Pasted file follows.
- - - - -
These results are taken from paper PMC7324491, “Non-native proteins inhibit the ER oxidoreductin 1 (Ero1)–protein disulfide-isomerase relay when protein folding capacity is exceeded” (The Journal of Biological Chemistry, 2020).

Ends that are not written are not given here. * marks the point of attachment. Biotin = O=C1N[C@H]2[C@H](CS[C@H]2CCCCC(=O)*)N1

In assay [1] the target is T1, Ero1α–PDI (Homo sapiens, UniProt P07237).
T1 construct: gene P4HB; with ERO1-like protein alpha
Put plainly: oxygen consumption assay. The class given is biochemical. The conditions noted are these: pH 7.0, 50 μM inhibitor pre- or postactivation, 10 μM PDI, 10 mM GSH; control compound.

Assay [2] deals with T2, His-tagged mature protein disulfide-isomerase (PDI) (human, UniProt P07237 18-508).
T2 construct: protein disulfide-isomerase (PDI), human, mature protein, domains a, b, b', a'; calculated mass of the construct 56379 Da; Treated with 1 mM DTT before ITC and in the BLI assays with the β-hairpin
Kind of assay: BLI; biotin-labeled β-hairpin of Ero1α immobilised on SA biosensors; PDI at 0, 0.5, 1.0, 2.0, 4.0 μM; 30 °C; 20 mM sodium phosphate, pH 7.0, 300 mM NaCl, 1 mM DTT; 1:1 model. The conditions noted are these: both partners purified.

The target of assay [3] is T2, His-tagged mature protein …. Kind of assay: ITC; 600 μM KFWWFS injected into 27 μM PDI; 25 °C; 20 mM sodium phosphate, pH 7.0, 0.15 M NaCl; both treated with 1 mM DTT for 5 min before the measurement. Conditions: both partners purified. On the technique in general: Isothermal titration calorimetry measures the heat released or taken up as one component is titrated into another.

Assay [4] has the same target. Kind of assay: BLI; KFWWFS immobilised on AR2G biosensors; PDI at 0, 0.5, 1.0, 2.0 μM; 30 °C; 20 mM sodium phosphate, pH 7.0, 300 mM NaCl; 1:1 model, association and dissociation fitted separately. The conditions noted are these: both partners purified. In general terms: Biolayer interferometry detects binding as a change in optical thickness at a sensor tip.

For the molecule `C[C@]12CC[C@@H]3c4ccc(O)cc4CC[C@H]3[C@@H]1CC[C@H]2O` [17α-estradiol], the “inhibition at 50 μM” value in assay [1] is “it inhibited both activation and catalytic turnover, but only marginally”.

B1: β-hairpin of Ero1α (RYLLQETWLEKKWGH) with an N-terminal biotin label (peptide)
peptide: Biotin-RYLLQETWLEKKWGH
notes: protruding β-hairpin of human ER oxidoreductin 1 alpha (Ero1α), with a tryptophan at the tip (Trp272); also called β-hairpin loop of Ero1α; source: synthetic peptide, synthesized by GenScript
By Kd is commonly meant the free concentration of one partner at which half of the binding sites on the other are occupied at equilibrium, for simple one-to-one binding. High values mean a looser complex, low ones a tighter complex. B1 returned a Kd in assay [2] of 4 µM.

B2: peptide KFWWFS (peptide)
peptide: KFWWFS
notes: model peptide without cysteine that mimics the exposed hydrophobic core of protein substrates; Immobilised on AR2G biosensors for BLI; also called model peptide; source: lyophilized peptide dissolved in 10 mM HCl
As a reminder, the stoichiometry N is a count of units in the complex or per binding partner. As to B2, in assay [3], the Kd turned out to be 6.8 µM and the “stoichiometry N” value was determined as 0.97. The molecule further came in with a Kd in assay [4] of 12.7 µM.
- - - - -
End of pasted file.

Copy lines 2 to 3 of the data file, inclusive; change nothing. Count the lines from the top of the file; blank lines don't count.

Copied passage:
Ends that are not written are not given here. * marks the point of attachment. Biotin = O=C1N[C@H]2[C@H](CS[C@H]2CCCCC(=O)*)N1

In assay [1] the target is T1, Ero1α–PDI (Homo sapiens, UniProt P07237).